Movies from the Black Lagoon: S.W.A.T.
Movies from the Black Lagoon
By Tom Doty
S.W.A.T. - 2003, Rated PG-13
Police drama meets "Magnificent Seven " styled action in this remake of the classic ABC series that focused on the special weapons and tactics squad of the Los Angeles Police Department.
This one starts off with a bang, actually several of them, as armored thieves shoot it out with the L.A.P.D. while trying to flee a bank heist. Two robbers make a break for their getaway vehicle and are gunned down while two other thieves wisely opt to stay in the bank and announce that they have hostages. Meanwhile two members of the S.W.A.T. team (Gamble and Street) are able to sneak into the building. They opt to ignore their radios, which are broadcasting a "hold your fire" message, and take down the two suspects. Gamble lives up to his name and shoots through a hostage to nail his target.
The men are brought before their irate Captain who informs them that they are off the unit and will have to work as equipment clerks. Gamble refuses to accept this banishment and resigns while Street takes the hit. Later the pair argues when Gamble assumes that Street sold him out to keep his job.
The incident has hurt the department's profile (and the L.A.P.D. sure knows that song by now) so the Captain brings in an old school S.W.A.T. leader, Hondo, to revamp the team. He goes right to work and enlists Street as his driver as he interviews several candidates. They include: Deke- a street cop who can run very fast; Sanchez-a feisty Latino whose tough guy reputation obscures the fact that she is actually a woman: and Buress-a squeaky-clean rookie that no one trusts because he's an upstanding, non-cursing, vegetarian. Suffice to say that Burres doesn't get the gig. Street gets reinstated alongside the new team members and we're off to the races with a training montage and the requisite team building scenes.
Meanwhile an arrogant French crime kingpin gets nailed for diving with a busted taillight. This turns out to be a good deal for justice as he had just come back from slashing his uncle's throat. Unfortunately the pres gets hold of his status as an international criminal and they began covering his every move and he finds that he likes the attention in a Brittany Spears sort of way. He takes advantage of the coverage to offer a 100 million dollar reward to whoever springs him. This offer turns L.A. into something resembling "Thunder dome." The stage is now set for our S.W.A.T. team to escort the French felon to a maximum security prison whilst an array of bad guys, with enough firepower to level Newark, New Jersey, make their move to collect the reward.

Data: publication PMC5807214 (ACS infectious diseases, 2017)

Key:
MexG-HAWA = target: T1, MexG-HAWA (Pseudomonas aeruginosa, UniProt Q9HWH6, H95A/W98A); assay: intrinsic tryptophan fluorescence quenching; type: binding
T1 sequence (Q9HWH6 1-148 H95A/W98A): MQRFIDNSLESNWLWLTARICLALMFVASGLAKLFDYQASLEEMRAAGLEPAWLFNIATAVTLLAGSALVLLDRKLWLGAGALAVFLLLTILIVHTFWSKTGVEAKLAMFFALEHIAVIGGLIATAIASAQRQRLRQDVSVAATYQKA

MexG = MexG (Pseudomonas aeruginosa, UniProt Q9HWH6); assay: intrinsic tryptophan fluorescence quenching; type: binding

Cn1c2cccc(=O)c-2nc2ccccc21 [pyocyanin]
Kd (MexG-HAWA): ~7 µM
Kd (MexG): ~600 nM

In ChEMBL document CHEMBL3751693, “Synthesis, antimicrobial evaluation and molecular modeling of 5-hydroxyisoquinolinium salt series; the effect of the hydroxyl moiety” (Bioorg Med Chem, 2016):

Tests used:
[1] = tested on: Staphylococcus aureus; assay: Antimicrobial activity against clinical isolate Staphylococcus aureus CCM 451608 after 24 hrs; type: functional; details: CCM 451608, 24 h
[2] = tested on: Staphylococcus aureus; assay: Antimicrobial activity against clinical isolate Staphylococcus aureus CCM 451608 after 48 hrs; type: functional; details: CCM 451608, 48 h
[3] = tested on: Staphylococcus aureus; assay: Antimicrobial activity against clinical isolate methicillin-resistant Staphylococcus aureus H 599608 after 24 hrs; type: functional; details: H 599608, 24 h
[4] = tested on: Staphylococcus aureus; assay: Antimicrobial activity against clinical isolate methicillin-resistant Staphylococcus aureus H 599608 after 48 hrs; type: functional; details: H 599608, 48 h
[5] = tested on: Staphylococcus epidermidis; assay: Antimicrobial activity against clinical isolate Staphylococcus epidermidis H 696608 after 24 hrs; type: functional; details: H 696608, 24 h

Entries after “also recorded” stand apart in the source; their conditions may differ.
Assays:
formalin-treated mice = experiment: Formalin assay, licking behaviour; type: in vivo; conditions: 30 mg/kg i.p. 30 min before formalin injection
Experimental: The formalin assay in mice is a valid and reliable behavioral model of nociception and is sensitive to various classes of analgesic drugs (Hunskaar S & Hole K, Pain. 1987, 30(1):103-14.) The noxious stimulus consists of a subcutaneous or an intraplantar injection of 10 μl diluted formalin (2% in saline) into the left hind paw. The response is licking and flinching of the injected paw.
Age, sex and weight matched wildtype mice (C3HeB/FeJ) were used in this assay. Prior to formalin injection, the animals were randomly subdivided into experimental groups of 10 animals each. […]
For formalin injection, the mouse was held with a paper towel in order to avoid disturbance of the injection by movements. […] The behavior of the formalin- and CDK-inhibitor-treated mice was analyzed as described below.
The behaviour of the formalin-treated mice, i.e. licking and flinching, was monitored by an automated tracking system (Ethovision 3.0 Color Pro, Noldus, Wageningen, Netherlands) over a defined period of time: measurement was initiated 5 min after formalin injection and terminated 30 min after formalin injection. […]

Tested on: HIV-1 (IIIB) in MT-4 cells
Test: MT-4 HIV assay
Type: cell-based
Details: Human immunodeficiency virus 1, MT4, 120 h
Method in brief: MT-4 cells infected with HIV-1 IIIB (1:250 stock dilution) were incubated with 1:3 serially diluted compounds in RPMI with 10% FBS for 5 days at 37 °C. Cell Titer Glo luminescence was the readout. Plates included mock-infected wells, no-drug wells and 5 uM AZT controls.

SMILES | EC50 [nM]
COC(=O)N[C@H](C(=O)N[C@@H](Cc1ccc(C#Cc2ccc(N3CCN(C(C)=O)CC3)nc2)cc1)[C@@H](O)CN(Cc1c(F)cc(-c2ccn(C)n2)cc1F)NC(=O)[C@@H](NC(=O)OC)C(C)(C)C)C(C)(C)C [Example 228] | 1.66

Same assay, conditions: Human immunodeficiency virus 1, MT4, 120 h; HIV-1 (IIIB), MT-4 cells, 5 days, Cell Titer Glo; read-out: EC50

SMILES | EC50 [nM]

This exercise takes up the second half of the film but it's totally worth it, as things finally get moving. What ensues are a host of explosions, fistfights, betrayals, and all manner of mayhem on a budget that would have funded the original show for 15 additional seasons (it only ran for two).
This all works well enough due to smart direction from Clark Johnson. Mr. Johnson brings a lot of class to the proceedings, which he no doubt cultivated while working on TV's "Homicide" and "The Wire." Fans of those shows will see several familiar faces in the cast but where this film goes wrong are in its leading roles. Samuel L. Jackson is woefully underused as Hondo. He must play second fiddle to Colin Farrell, as Street, and it's a big mistake. Farrell is terrible here. His character is underwritten as well and an opportunity to have him grappling with ratting out his partner is totally botched. LL Cool J as Deke and Michelle Rodriguez as Sanchez outshine him. Both actors get to show off their hard earned physiques and they get the better lines. Even further down the cast you find some great work. Jeremy Renner (Dahmer) steals every scene he's in as the strutting Gamble. He makes the rivalry with Street work despite getting little back from Farrell. Josh Charles (Sports Night) also makes an impression as the team's hot dog. His final scene with Jackson is a corker that leaves him without a chance of ever getting into S.W.A.T. 2. Throw in a few cameos by members of the original cast (Steve Forrest has a blink and you'll miss it moment but he's still a S.W.A.T. leader) and you've got a fine homage to one of the better cop shows of the seventies.
Best Line: " You only roll in John Woo movies. Not in real life."
Tom Doty occasionally emerges from the Lagoon to check his e-mail and to read to children every Wednesday at 10:30am at Borders in Hagerstown. If you'd like to get a message to him, write to: firstname.lastname@example.org.